Researchers of a new study, published online June 24 in the Journal of Acquired Immune Deficiency Syndromes, found similar rates of treatment success in people taking abacavir plus lamivudine (Epzicom), compared with people taking tenofovir plus emtricitabine (Truvada). Moreover, they conclude that abacavir should once again be listed as a “preferred” option in HIV treatment guidelines.
Three landmark studies during the past three years resulted in the down-grading of abacavir in U.S. HIV treatment guidelines from a “preferred” antiretroviral (ARV) agent for first-line therapy, notably when used in the combination tablet Epzicom, to an “alternative” agent.
Two of those studies, SMART and D:A:D, suggested that people taking abacavir had a higher rate of heart attacks than people on other nucleoside reverse transcriptase inhibitors (NRTIs). A third study, ACTG 5202, found that people on an Epizcom-inclusive regimen for first-line therapy were more likely to experience treatment failure upon starting therapy with a high viral load (over 100,000 copies), compared with people taking a Truvada-inclusive regimen.
Though other studies found no association between abacavir and heart attacks, nor lower efficacy in people starting treatment with high viral loads, the panel of experts and community activists who write U.S. guidelines voted to downgrade Epzicom in 2008. Truvada, however, has remained the preferred NRTI option.
Given the mixed results of these various studies, several European guidelines committees decided not to follow suit and kept Epzicom—branded as Kivexa in Europe—as a preferred regimen. The competing studies and differing guidelines have led to confusion as to the best use of Epizcom in people starting treatment for the first time.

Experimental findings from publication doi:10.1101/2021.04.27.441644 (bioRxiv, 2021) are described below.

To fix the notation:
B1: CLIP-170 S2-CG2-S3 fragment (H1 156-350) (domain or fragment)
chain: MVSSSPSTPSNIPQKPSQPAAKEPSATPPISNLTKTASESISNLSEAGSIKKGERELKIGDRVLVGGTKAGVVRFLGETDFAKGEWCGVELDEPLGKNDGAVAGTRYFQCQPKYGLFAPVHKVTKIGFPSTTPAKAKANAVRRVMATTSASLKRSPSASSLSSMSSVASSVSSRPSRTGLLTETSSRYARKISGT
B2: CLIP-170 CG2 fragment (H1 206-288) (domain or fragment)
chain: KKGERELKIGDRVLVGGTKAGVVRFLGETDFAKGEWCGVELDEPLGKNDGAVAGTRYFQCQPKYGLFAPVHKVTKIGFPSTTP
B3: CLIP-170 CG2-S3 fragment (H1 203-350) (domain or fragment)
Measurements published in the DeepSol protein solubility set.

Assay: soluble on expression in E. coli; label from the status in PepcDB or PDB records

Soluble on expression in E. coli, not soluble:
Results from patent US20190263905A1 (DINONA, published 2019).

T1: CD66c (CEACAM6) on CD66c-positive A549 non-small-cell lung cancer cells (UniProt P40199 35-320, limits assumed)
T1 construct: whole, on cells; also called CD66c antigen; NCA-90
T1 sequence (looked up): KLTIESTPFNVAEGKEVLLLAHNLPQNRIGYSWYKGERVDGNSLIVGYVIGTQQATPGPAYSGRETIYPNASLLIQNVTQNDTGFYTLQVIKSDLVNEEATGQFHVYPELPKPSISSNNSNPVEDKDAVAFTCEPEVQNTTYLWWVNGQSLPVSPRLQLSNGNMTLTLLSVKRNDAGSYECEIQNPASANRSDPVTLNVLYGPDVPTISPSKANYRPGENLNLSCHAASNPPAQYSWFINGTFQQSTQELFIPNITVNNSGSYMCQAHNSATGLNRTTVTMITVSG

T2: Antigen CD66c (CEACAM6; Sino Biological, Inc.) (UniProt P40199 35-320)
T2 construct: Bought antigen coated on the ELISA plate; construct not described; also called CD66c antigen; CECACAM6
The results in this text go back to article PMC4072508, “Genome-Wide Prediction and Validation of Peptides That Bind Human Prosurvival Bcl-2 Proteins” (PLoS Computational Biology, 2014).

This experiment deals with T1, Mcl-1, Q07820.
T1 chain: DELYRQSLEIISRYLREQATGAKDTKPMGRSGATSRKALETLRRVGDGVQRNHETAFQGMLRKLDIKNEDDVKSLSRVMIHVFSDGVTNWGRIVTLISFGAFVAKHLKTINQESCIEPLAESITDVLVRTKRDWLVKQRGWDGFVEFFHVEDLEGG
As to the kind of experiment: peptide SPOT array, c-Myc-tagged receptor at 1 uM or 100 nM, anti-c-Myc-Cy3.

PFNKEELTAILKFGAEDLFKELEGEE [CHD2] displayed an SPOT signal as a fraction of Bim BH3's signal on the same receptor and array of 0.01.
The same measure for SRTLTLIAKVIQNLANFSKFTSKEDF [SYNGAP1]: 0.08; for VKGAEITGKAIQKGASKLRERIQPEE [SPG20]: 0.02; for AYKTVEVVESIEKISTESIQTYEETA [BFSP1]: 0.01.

In hopes of clarifying the efficacy of abacavir compared with tenofovir—less concern exists for lamivudine or emtricitabine, as both drugs are very similar—Darrell Tan, MD, from the University of Toronto, and his Canadian colleagues, examined the medical records of 1,764 HIV-positive people who started HIV treatment between 2000 and 2010. An earlier look at the data in a smaller group of people was reported in 2010 at the International AIDS Conference in Vienna.
The Canadian Institutes of Health funded the study, and no conflicts of interest with Epzicom’s manufacturer, ViiV Healthcare, were reported.
For the study, Tan’s group directly compared people starting a regimen including abacavir and lamivudine—either separately as Ziagen and Epivir or as Epzicom—with those starting a regimen including tenofovir and emtricitabine—either separately as Viread and Emtriva, or together as Truvada. After Atripla, a combination tablet containing tenofovir, emtricitabine and efavirenz, became available in Canada in 2007, those taking the three-in-one tablet were included in the tenofovir group.
Tan found that when multiple variables were considered, people taking an abacavir regimen were no more likely to experience treatment failure than those taking a tenofovir regimen. This held true even in people who started treatment with viral loads over 100,000.
What’s more, the rate at which people were able to suppress their virus over the first few months of treatment—another way of looking at the potency of the treatment regimen—was equivalent between the two groups.
Lastly, people taking abacavir were no more likely to switch or stop treatment for reasons other than virological failure than people taking tenofovir.
Tan’s team acknowledges that a primary difference between ACTG 5202 and their study is the fact that people in ACTG 5202 were randomized to receive either abacavir or tenofovir, whereas in their study no randomization occurred. This means that there might have been reasons that a person’s provider chose one of the regimens over the other and that these reasons could have affected Tan’s study results. Because of this, the authors state that their study cannot say conclusively that abacavir and tenofovir are equivalent in terms of efficacy.
Other features of the Canadian study, however, were similar to ACTG 5202, and the Canadian study’s results are similar to a different clinical trial, the HEAT study, which found that abacavir was equivalent to tenofovir, even in people with high viral loads. Therefore, the authors conclude: “These results support the use of either NRTI backbone in the initial therapy of ART-naïve patients, and would support continuing [abacavir/lamivudine] as a ‘preferred’ NRTI option.”